That math explains why “our inbox is exploding with prospective requests,” said Miranda Bothe, founder of Paris Property Group, a real-estate agency that serves foreign house-hunters, including the Drinnans and Ms. Suydam.
“The media is saying it is going to be one to one,” said Ms. Bothe, referring to a parity exchange rate. “So people understand that if they look now, they might close at just the right moment.” Typical closings take two to three months in Paris, Ms. Bothe said.
At the highest end of the market, Americans already came back last year, after becoming scarce after 2008, said Charles Marie Jottras, chairman of Daniel-Feau/Christie’s International Real Estate. Americans represented 19% of the company’s foreign buyers in France last year, up from 14% in 2010, said Mr. Jottras.
The increase in American buyers of Paris luxury property—above the €2 million mark—is partly due to the fact that this segment is selling for 15% less in euro terms than in 2012, Mr. Marie said. Combined with the new exchange rate, that means Americans get a steep discount, he said. There are also more choices: Inventory of the highest-end apartments is way up, said Mr. Kraft of Sotheby’s, partly in response to new taxes on wealth and assets.
In early February, Susie Hollands, a real-estate agent at Vingt Paris, drove around Paris showing a potential client properties. Between apartments, he checked in with his financial adviser on his cellphone about the latest European Central Bank decision and how it might impact the exchange rate, she said.
Real-estate agents in Tuscany report increased inquiries from Americans since January, but say some clients express misgivings. Mike Braunholtz, sales director of Prestige Property Group, a European real-estate marketer based in Dorset, U.K., said some clients worry that if Greece abandons the euro, the currency could plummet, damaging the value of European properties in the long term. Others fear buying too soon and missing out on discounts if the euro sinks still lower.
John Jonk, sales manager at Tuscany Sotheby’s International Realty in Italy said that some Americans are finding ways to hedge their bets. “Early fall last year I sold a beautiful home to a client in New York. He expected the dollar to come to parity so he did some hedging,” by financing the purchase partially in cash and partially with a euro-dominated mortgage, Mr. Jonk said. In this way, he locked in the exchange rate at the time with his cash portion. If the euro sinks further in the future, he plans to pay off the loan balance.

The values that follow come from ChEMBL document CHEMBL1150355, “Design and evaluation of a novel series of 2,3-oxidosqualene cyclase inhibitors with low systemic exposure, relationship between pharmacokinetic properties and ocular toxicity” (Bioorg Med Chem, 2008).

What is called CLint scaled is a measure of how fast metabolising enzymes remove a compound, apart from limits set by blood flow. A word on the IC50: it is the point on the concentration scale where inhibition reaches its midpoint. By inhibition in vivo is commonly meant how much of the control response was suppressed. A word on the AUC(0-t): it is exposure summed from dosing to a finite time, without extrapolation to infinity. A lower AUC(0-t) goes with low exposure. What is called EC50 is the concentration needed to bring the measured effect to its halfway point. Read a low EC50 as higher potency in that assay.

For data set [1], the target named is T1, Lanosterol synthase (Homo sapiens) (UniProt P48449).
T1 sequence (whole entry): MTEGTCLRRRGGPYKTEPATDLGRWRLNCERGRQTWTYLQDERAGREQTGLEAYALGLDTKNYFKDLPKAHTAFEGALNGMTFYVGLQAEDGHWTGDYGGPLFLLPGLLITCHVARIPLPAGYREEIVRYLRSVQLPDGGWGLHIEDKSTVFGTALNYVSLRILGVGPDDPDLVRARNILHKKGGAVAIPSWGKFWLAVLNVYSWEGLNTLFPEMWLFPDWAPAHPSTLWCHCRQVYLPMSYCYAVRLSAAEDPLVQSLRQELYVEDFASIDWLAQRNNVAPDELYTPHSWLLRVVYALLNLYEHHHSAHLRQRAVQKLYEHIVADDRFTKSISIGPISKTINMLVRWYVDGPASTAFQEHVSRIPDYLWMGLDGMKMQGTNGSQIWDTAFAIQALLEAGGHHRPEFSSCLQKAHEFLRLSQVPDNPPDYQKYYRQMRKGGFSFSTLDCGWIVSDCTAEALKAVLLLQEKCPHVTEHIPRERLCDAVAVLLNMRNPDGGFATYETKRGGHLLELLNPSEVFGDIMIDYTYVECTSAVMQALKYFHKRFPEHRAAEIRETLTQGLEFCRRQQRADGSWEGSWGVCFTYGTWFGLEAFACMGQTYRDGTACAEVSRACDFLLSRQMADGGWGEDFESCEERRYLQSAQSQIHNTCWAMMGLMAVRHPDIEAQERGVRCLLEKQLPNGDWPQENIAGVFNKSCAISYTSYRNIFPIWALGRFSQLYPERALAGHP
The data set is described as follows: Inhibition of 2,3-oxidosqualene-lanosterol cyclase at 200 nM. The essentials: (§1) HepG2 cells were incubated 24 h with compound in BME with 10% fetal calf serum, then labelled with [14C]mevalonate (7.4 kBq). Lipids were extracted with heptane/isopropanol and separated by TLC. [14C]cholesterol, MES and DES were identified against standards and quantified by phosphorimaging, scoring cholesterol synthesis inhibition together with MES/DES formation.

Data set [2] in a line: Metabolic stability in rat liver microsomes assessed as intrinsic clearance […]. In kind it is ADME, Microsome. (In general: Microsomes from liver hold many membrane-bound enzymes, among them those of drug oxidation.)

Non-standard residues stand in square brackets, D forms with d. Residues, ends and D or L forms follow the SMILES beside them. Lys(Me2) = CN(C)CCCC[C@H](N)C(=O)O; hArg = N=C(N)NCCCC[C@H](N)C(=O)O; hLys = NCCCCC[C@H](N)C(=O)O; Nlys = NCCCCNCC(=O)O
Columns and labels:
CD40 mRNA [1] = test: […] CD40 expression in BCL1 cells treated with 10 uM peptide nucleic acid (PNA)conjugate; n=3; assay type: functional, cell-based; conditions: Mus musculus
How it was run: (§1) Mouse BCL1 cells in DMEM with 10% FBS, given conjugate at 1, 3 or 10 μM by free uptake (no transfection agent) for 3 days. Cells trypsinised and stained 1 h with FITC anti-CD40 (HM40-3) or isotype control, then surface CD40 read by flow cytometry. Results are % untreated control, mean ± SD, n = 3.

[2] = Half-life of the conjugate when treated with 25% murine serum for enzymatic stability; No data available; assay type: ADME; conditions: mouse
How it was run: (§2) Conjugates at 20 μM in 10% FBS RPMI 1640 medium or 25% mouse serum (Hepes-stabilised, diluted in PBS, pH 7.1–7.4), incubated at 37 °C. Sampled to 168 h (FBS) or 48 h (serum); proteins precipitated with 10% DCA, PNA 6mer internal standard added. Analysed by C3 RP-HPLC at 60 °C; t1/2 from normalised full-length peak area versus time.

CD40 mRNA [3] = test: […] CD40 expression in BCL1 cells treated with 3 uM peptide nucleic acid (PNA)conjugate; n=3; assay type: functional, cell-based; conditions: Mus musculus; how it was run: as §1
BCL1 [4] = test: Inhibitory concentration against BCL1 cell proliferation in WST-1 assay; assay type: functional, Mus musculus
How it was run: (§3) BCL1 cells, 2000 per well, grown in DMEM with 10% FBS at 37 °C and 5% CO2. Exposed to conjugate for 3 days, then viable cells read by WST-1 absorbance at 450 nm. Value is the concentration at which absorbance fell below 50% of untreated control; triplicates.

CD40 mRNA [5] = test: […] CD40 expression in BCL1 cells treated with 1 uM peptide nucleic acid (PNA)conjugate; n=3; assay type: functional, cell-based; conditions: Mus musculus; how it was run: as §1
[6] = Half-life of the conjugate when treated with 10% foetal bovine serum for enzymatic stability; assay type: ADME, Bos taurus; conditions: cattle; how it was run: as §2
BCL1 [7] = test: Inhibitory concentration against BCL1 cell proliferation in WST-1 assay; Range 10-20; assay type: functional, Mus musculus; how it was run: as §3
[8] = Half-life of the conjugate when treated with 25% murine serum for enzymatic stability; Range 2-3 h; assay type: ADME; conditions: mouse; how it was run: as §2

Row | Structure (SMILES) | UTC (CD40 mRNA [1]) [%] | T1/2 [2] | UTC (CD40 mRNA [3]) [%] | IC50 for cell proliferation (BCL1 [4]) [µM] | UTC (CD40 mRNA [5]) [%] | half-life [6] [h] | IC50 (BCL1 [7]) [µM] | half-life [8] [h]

The strong dollar can work against Americans who want to sell their European properties, if they must exchange their euros back into dollars. Jerry Stafford, 71, bought an “old barn” in Tuscany in 1995, with his Italian wife, Anna Duzzi, 64, a retired fashion executive. They spent years renovating it into a 5,500-square-foot, stone-walled estate. They put it on the market in 2011 at €3.5 million—approximately $4.6 million at the time. Today, it is asking €2.6 million, or roughly $2.9 million.
Mr. Stafford said that people who come to view the house tell him “they are waiting to get the value of their lives if the euro breaks up,” he said.
“We didn’t have the huge price drop that other countries had in 2008,” said Marta Romolini, co-founder of Romolini Immobiliare, an affiliate of Christie’s International Real Estate in Tuscany. Instead, owners held firm on prices, causing inventory to swell. Prices finally begun dropping in the past two years, in some cases up to 50%, Ms. Romolini said.
The new prices, plus the exchange rate, are just now starting to lure Americans back into a market they have avoided since the financial crisis, said Valerie Bottazzi, owner of Tuscany Real Estate.
Uncertainly about the euro has hampered efforts to sell his house, said Mr. Stafford, a market-research executive. Still, he doesn’t remotely regret moving to Tuscany.
“I have the best quality of life anywhere,” he said.
–Tom DeStefano contributed to this article.